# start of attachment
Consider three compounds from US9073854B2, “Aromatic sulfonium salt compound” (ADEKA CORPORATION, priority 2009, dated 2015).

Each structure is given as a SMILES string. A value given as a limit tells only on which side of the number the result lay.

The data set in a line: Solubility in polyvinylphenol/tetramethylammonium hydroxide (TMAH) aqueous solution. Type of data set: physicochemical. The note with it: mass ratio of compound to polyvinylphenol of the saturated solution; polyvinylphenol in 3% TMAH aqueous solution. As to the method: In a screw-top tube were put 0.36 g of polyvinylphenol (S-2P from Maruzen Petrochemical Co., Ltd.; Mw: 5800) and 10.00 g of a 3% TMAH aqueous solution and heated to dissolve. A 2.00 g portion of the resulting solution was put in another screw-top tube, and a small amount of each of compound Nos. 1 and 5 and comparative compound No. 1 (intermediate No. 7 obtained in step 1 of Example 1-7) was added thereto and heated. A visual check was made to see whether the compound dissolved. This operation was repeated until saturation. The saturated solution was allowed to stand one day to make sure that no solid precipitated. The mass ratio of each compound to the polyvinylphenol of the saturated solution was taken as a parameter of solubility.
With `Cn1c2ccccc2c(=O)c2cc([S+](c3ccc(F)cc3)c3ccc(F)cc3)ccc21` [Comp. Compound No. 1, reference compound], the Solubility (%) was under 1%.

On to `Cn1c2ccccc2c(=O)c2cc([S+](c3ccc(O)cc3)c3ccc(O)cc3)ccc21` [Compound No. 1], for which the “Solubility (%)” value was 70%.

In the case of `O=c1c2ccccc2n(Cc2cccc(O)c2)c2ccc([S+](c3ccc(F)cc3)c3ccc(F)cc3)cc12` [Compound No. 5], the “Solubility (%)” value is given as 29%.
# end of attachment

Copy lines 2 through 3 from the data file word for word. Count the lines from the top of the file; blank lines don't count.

Each structure is given as a SMILES string. A value given as a limit tells only on which side of the number the result lay.

The data set in a line: Solubility in polyvinylphenol/tetramethylammonium hydroxide (TMAH) aqueous solution. Type of data set: physicochemical. The note with it: mass ratio of compound to polyvinylphenol of the saturated solution; polyvinylphenol in 3% TMAH aqueous solution. As to the method: In a screw-top tube were put 0.36 g of polyvinylphenol (S-2P from Maruzen Petrochemical Co., Ltd.; Mw: 5800) and 10.00 g of a 3% TMAH aqueous solution and heated to dissolve. A 2.00 g portion of the resulting solution was put in another screw-top tube, and a small amount of each of compound Nos. 1 and 5 and comparative compound No. 1 (intermediate No. 7 obtained in step 1 of Example 1-7) was added thereto and heated. A visual check was made to see whether the compound dissolved. This operation was repeated until saturation. The saturated solution was allowed to stand one day to make sure that no solid precipitated. The mass ratio of each compound to the polyvinylphenol of the saturated solution was taken as a parameter of solubility.